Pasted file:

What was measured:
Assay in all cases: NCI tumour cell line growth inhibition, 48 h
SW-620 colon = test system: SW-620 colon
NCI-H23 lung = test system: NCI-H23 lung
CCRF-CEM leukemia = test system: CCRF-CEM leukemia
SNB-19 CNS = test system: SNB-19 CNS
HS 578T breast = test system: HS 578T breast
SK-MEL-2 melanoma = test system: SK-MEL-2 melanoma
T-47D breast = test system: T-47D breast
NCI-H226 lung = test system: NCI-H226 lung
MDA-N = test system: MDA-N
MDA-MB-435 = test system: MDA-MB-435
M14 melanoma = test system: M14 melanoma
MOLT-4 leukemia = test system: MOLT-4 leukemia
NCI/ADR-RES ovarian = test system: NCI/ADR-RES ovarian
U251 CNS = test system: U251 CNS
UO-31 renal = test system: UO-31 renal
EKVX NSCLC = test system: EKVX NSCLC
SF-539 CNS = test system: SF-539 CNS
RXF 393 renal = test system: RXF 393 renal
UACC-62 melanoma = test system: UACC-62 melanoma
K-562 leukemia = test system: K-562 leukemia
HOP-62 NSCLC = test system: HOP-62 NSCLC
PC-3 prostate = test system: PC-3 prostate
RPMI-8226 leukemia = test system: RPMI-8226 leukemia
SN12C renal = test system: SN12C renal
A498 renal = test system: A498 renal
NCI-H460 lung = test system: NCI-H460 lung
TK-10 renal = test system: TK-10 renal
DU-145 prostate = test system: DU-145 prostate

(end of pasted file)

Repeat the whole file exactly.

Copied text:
What was measured:
Assay in all cases: NCI tumour cell line growth inhibition, 48 h
SW-620 colon = test system: SW-620 colon
NCI-H23 lung = test system: NCI-H23 lung
CCRF-CEM leukemia = test system: CCRF-CEM leukemia
SNB-19 CNS = test system: SNB-19 CNS
HS 578T breast = test system: HS 578T breast
SK-MEL-2 melanoma = test system: SK-MEL-2 melanoma
T-47D breast = test system: T-47D breast
NCI-H226 lung = test system: NCI-H226 lung
MDA-N = test system: MDA-N
MDA-MB-435 = test system: MDA-MB-435
M14 melanoma = test system: M14 melanoma
MOLT-4 leukemia = test system: MOLT-4 leukemia
NCI/ADR-RES ovarian = test system: NCI/ADR-RES ovarian
U251 CNS = test system: U251 CNS
UO-31 renal = test system: UO-31 renal
EKVX NSCLC = test system: EKVX NSCLC
SF-539 CNS = test system: SF-539 CNS
RXF 393 renal = test system: RXF 393 renal
UACC-62 melanoma = test system: UACC-62 melanoma
K-562 leukemia = test system: K-562 leukemia
HOP-62 NSCLC = test system: HOP-62 NSCLC
PC-3 prostate = test system: PC-3 prostate
RPMI-8226 leukemia = test system: RPMI-8226 leukemia
SN12C renal = test system: SN12C renal
A498 renal = test system: A498 renal
NCI-H460 lung = test system: NCI-H460 lung
TK-10 renal = test system: TK-10 renal
DU-145 prostate = test system: DU-145 prostate